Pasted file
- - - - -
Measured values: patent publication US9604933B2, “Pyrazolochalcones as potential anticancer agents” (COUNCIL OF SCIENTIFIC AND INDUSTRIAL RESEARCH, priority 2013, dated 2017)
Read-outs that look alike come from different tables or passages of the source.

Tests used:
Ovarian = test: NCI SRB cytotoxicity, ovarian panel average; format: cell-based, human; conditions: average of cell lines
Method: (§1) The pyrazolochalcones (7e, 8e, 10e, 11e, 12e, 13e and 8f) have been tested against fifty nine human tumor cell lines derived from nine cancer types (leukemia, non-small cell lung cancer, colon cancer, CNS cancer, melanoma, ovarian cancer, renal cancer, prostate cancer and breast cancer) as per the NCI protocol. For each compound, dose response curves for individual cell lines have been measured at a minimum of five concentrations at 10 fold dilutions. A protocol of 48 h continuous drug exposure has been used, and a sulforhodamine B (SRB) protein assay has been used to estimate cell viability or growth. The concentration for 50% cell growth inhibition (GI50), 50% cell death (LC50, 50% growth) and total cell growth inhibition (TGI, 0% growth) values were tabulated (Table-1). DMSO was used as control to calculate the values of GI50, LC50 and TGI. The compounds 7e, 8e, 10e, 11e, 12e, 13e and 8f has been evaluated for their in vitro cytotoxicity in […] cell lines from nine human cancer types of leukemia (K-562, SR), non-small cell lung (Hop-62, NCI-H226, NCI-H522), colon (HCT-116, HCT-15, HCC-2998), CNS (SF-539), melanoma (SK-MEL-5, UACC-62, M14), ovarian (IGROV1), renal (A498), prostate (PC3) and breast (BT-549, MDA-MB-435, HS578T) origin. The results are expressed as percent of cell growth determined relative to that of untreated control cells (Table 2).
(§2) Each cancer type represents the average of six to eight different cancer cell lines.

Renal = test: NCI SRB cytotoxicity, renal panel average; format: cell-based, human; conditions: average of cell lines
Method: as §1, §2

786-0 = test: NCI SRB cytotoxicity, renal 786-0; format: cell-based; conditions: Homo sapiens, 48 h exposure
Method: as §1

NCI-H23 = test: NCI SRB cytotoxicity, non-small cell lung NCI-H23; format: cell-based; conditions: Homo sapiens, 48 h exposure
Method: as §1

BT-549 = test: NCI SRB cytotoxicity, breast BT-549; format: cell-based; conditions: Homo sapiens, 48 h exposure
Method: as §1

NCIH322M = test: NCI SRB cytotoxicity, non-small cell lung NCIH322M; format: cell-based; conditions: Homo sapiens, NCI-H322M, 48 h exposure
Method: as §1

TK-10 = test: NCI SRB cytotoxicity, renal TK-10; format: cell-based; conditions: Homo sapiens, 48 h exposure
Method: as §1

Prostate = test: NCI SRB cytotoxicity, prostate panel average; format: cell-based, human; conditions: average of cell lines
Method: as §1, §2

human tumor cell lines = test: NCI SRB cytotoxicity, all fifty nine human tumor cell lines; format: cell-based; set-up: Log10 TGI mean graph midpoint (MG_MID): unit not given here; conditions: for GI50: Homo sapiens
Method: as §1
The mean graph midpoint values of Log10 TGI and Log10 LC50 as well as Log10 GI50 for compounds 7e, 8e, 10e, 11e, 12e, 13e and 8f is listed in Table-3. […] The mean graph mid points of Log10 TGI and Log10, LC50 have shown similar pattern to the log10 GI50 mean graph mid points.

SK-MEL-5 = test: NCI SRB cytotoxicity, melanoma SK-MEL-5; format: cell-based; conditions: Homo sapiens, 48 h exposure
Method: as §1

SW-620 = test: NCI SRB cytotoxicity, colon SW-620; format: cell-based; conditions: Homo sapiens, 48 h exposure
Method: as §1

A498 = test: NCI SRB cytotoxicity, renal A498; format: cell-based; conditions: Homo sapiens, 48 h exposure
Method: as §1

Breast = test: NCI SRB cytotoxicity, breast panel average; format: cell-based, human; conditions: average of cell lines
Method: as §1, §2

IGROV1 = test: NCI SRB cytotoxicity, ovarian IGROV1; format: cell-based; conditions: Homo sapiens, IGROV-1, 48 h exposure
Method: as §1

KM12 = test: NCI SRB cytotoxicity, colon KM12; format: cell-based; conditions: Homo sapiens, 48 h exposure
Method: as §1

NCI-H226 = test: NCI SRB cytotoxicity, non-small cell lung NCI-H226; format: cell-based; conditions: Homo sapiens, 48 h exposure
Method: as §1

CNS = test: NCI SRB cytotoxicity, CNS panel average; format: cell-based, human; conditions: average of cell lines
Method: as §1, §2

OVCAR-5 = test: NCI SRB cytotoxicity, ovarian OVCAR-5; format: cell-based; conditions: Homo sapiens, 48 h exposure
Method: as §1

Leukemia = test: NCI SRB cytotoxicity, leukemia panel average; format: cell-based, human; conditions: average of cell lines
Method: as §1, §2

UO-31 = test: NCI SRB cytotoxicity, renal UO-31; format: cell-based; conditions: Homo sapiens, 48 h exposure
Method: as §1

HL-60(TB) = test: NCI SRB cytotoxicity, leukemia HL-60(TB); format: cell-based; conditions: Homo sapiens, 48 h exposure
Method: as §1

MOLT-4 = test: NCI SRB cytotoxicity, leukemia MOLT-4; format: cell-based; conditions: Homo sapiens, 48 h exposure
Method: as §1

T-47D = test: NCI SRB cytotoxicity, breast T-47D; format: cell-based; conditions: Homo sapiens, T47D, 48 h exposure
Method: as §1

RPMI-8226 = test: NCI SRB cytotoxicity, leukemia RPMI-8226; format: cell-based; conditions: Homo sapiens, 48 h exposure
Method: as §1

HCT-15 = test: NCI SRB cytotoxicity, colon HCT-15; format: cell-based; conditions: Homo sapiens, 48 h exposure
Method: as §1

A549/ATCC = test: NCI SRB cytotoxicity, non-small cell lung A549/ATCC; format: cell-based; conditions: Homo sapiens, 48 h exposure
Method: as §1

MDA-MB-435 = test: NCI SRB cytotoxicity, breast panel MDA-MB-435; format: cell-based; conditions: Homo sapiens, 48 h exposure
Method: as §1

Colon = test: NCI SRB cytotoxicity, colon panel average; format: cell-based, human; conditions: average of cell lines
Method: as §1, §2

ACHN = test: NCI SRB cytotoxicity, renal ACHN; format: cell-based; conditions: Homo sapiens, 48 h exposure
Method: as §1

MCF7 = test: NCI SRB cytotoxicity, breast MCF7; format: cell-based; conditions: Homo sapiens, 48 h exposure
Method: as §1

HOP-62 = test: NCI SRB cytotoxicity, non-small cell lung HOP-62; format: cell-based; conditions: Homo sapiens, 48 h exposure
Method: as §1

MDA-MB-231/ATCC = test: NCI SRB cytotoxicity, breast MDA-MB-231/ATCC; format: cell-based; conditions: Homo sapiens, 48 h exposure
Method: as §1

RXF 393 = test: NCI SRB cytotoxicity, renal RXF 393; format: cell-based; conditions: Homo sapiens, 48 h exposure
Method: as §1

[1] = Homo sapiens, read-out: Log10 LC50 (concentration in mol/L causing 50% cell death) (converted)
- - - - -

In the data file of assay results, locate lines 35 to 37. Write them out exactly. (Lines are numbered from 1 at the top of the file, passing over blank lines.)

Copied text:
Method: as §1

NCI-H226 = test: NCI SRB cytotoxicity, non-small cell lung NCI-H226; format: cell-based; conditions: Homo sapiens, 48 h exposure
Method: as §1